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FRENCH BAKING

I’m currently in the South of France, where the countryside in warmer seasons is saturated in lavender and olive, yellow and azure. But it is winter even here, and so the colours are more subdued–except in bakery windows!

On this vacation again I’ve pressed my nose up against the glass of many patisseries and boulangeries (they still make a difference here between which shops sell sweet delicacies and which yeasty breads). I’ve sampled my fair share as well, with more to come. And there’s one thing I’ve noticed over and again:

French baking always tastes as good as it looks.

This comes as a surprise to me every time I bite into a crusty croissant, flakes flying into the air, or lick a dollop of chocolate from a mousse cake, or crush the ripe raspberry of a tart, its flavour exploding in my mouth.

It surprises me that such beauty to the eye gives such pleasure to the taste buds, that the gastronomic reality is equal to the artistic presentation. (I sound almost sacramental here!) I have to admit that this is not the truth for most Canadian bakeries, where too often pristine cakes smothered in snowy icing and piped in berry blue taste of styrofoam wrapped in bitter lard–a temptation only to naive children who won’t believe for a while yet that what you see isn’t necessarily what you get.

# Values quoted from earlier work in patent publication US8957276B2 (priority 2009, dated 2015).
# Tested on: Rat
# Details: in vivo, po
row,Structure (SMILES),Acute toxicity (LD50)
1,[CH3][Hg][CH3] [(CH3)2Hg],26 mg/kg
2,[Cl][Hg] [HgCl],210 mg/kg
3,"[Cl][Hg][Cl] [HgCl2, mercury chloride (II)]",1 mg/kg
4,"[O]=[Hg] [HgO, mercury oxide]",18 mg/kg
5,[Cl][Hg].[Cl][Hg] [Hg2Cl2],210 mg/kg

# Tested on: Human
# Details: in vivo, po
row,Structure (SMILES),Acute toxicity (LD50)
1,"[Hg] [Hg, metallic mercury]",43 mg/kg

And yet here in France, it seems, every bite is true.

I see a philosophical corollary here, of course: Am I internally the person I attempt to project outwardly? Am I made of quality ingredients or substandard fluff? Does my character satisfy or disappoint?

But I have to be honest here. Call me shallow, but more important to me at this moment–as I wander the cobblestones and backstreets of a country where father taught son taught grandson the great culinary arts, where ingredients are treated as family secrets, where agriculture is a proud tradition and people shop the local markets daily–more important is my mouth.

French baking could almost convert me to hedonism.
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